There was a story today about the Interior Department being banned from using Twitter ( due to the retweet of a message regarding the size of the inauguration crowd. Understandably, that Twitter account is to be used for official communications out from the Interior Department, but the nature of Tweeting led to an official retweeting what he/she thought was interesting. So the culture of instant and often communications that comes with Twitter, can influence its use – even when intended in an official tool for agency communication to constituents.


      1. I thought about the free speech issue, as many of the comments on the article did a hyperbolic dive for that amendment. But after thinking about it, this was the official Twitter account for the department, and not a personal account. If the actions targeted the initial tweeter, or the personal account of the official, then there may some argument there. It is more likely that it is a discipline issue with an employee who used their power to tweet (representing the department) in a way inconsistent with the policies and standards of how that tool is to be officially used. Companies would do the same thing, and it would be hard to argue against their right to manage official company communications.


      2. Good point about the company account. I used to run both my own account and the Center account at Northeastern. I was very careful to ensure that only approved tweets went out on the Center account.


  2. I enjoyed your review about Twitter and well as your leap into the Twitterverse. First of all, welcome! While I appreciated your points about the character limit, it is clear to me that avid Twitter users have developed their own SMS language using many of the shortcuts they use via text messaging. ICYMI (In Case You Missed It), I am a huge Twitter fan.

    Just today I was struck nearly over the head with your observation on how leaders can use this tool to deliver their own messages. The question I have for you, is can it be too much? Even if the Tweeter provides ample disclosures about how the opinions shared over this tool are his/her own. In mid-December Andy Slavitt, the current head of the agency that runs Medicare and Medicaid starts using his personal Twitter account to provide his thoughts on the potential repeal of the Affordable Care Act (Bluth, 2017 In fact, his Twitter bio now reads “after Jan. 20, the mission is not over”. Until December 6, Slavitt had a very dormant Twitter account, but since that time, he has tweeted more than 3,000 times (Bluth, 2017). Is this the correct forum to express his opinions? And, what are the potential ramifications?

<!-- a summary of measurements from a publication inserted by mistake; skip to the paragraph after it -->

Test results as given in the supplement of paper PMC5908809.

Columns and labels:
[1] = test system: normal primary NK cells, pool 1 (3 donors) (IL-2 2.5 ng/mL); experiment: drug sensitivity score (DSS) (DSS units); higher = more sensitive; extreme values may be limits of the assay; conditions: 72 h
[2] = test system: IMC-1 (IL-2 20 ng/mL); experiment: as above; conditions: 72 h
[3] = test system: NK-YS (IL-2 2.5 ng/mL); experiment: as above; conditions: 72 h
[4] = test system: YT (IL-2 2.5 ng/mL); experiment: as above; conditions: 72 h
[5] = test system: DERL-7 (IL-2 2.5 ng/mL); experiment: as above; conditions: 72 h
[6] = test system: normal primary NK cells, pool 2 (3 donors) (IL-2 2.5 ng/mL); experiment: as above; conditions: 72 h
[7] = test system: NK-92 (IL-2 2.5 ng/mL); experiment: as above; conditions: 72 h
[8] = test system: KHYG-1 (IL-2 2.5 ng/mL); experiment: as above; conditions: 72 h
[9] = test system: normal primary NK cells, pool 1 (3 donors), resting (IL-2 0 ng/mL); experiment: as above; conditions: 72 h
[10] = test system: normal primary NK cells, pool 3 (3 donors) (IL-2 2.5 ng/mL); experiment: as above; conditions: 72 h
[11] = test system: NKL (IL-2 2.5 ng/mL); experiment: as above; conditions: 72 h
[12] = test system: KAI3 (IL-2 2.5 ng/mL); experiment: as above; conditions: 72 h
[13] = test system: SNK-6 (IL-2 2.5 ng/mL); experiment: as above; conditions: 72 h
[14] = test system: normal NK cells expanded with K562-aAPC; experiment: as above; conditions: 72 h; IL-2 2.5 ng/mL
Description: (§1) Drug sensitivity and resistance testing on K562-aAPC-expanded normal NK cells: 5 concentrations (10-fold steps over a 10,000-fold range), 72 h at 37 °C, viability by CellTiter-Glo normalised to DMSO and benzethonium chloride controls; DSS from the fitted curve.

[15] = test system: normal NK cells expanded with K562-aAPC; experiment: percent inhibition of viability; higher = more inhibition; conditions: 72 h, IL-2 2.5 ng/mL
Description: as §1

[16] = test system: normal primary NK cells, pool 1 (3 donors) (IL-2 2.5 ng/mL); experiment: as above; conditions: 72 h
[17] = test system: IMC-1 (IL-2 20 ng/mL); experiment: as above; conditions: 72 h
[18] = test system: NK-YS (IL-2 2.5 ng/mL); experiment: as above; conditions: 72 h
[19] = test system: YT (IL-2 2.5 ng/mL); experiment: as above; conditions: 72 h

Bluth, R. (2017, January 19). One foot out the door, Medicare chief launches his own Twitter barrage. Real Clear Health. Retrieved from


    1. Krista,
      I think that part of the title provides insight into that answer: “one foot out the door”. The person in question is using this new communications method to either complain or somehow influence what they perceive is to come. The consequences of these communications would be different if they were to remain in the job. It is not something I would do, but they certainly have a right to do it.
      In my reply to Dr. Watwood, I noted a story today about an Interior Department official retweeting what was considered a political statement – but from the official Twitter account for DOI. This individual should not be using a department account to tweet out personally driven messages (or retweets in this case).